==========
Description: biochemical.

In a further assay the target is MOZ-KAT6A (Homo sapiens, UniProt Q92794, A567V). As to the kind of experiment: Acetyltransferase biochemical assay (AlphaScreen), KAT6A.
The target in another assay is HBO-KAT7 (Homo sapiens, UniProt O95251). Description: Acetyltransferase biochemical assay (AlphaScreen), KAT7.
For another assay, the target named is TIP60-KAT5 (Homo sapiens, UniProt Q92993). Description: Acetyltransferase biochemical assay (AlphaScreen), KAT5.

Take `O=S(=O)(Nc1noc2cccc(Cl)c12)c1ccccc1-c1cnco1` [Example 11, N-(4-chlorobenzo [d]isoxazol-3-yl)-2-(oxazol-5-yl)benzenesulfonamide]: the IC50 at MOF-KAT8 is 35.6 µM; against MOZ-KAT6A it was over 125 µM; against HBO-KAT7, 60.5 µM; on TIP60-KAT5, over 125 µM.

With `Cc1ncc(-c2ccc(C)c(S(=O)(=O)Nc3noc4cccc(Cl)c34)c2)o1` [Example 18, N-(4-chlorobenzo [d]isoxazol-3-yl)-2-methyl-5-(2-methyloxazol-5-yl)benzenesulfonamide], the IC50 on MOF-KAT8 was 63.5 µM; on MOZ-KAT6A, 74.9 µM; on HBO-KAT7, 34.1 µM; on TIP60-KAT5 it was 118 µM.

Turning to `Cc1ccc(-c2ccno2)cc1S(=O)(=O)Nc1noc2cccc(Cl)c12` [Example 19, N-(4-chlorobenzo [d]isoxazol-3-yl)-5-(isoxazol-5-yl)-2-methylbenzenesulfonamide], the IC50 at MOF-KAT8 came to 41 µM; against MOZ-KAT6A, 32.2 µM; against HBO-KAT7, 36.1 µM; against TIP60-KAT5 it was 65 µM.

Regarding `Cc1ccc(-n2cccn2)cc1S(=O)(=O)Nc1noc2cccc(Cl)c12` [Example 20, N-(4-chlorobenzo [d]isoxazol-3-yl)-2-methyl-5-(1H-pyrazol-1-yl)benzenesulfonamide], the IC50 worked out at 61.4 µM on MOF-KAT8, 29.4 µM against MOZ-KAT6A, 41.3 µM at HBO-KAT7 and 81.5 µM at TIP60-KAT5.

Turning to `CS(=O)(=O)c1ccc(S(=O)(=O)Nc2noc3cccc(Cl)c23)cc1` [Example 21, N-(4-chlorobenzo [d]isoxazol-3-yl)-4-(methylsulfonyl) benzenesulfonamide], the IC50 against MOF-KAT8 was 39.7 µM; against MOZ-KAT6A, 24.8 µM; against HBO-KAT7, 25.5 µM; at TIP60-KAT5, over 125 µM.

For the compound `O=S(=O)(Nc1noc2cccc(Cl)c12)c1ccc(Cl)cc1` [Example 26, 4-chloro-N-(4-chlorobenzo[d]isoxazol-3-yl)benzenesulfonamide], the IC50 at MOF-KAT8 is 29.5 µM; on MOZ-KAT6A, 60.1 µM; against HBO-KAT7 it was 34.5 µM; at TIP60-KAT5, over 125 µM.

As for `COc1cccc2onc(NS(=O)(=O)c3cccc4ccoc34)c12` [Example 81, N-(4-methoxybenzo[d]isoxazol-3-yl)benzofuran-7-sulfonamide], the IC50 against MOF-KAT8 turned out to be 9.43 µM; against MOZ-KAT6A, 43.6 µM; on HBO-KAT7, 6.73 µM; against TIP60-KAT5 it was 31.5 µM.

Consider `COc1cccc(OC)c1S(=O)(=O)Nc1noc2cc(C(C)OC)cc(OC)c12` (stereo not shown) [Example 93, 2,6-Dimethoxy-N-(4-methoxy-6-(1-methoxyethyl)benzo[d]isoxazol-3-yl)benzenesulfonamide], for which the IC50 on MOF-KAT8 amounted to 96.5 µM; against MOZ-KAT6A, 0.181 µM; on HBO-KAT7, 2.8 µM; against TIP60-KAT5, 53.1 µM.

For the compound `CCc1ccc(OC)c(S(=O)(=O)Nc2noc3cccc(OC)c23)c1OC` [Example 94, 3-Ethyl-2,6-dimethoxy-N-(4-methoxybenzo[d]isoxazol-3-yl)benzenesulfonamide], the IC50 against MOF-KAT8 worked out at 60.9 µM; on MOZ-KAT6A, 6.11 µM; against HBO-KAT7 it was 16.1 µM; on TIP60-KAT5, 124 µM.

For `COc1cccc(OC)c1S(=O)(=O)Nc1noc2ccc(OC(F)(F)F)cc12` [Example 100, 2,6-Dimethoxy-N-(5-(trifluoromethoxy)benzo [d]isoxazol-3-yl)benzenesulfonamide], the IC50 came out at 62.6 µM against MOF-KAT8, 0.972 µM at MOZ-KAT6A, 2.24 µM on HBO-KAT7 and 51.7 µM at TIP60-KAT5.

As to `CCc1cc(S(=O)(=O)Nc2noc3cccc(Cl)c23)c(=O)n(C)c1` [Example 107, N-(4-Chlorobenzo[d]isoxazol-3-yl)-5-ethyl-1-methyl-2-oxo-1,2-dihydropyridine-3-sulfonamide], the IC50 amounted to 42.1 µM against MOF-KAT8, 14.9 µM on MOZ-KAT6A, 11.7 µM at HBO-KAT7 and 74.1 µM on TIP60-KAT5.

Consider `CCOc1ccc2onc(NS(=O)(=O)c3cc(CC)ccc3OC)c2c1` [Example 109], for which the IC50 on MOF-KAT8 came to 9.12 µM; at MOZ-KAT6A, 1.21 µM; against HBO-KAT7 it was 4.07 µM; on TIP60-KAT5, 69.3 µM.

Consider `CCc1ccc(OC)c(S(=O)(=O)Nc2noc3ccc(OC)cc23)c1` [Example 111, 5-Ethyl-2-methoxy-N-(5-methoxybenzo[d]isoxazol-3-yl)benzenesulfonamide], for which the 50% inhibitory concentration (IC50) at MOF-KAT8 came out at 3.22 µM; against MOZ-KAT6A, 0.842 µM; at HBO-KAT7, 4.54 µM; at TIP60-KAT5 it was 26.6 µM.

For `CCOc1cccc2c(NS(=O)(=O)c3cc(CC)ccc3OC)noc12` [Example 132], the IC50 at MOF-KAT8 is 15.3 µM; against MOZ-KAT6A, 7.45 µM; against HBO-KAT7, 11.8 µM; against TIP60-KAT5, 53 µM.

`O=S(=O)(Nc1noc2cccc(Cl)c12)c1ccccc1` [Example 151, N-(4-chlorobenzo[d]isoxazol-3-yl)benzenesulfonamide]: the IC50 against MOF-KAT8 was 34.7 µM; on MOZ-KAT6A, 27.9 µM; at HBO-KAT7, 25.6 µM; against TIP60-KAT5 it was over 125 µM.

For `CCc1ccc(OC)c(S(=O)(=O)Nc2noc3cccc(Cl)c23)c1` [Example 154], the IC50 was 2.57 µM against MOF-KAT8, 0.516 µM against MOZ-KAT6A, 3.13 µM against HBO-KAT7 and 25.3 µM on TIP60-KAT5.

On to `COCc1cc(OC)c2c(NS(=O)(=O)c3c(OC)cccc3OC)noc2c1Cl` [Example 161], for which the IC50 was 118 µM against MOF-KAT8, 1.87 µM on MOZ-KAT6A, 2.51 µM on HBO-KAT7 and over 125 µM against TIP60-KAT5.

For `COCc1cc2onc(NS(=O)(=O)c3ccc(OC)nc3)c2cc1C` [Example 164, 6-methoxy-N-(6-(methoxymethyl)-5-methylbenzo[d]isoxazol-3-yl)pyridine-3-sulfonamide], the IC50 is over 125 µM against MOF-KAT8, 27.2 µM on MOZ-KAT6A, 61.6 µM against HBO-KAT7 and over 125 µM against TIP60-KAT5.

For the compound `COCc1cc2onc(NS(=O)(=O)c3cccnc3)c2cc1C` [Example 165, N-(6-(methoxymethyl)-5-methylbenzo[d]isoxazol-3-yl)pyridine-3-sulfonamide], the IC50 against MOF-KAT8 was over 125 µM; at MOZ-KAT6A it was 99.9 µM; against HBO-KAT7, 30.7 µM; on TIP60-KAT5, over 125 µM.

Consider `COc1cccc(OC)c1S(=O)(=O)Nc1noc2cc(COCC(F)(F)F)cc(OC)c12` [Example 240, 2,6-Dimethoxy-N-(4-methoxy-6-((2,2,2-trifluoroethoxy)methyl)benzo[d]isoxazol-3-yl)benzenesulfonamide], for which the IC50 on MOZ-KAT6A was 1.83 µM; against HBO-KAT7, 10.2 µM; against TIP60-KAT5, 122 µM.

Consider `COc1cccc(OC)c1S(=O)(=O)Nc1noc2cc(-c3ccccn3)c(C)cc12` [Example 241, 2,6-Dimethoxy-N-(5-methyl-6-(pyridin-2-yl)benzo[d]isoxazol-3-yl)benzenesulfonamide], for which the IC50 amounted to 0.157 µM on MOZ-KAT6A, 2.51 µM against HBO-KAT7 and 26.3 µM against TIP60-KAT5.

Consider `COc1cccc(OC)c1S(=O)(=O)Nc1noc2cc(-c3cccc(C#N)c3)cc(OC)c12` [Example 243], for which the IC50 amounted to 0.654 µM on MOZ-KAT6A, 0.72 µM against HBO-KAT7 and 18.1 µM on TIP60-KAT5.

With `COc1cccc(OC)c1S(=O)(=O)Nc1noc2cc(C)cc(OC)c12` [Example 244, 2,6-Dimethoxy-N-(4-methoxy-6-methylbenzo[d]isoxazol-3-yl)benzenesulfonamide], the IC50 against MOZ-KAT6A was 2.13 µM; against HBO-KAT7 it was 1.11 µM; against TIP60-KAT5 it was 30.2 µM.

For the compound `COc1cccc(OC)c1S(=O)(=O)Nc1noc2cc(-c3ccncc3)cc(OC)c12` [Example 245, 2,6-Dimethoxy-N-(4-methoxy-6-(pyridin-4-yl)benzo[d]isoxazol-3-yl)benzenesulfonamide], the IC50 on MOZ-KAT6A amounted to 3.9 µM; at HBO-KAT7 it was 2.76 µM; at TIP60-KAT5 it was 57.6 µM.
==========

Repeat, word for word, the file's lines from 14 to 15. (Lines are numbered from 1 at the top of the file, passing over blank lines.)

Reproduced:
For `COc1cccc(OC)c1S(=O)(=O)Nc1noc2ccc(OC(F)(F)F)cc12` [Example 100, 2,6-Dimethoxy-N-(5-(trifluoromethoxy)benzo [d]isoxazol-3-yl)benzenesulfonamide], the IC50 came out at 62.6 µM against MOF-KAT8, 0.972 µM at MOZ-KAT6A, 2.24 µM on HBO-KAT7 and 51.7 µM at TIP60-KAT5.

As to `CCc1cc(S(=O)(=O)Nc2noc3cccc(Cl)c23)c(=O)n(C)c1` [Example 107, N-(4-Chlorobenzo[d]isoxazol-3-yl)-5-ethyl-1-methyl-2-oxo-1,2-dihydropyridine-3-sulfonamide], the IC50 amounted to 42.1 µM against MOF-KAT8, 14.9 µM on MOZ-KAT6A, 11.7 µM at HBO-KAT7 and 74.1 µM on TIP60-KAT5.